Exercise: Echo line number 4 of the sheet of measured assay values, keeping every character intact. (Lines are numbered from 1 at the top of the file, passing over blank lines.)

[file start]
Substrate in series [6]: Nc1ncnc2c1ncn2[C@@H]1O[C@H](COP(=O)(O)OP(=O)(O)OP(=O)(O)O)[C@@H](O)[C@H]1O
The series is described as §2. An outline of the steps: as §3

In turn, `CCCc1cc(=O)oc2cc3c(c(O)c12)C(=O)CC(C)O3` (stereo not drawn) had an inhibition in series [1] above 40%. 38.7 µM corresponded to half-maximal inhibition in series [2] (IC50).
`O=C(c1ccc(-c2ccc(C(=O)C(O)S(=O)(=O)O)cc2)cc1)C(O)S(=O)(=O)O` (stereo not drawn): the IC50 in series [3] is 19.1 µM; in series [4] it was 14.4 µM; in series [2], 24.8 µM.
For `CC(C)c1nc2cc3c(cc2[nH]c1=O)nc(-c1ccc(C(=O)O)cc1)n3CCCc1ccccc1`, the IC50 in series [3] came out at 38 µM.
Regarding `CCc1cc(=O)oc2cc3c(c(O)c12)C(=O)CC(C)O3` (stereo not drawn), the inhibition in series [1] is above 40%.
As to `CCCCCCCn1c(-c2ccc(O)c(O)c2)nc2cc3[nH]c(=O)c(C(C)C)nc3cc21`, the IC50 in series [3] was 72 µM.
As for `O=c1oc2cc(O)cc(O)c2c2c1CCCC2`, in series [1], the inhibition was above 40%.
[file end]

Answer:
`O=C(c1ccc(-c2ccc(C(=O)C(O)S(=O)(=O)O)cc2)cc1)C(O)S(=O)(=O)O` (stereo not drawn): the IC50 in series [3] is 19.1 µM; in series [4] it was 14.4 µM; in series [2], 24.8 µM.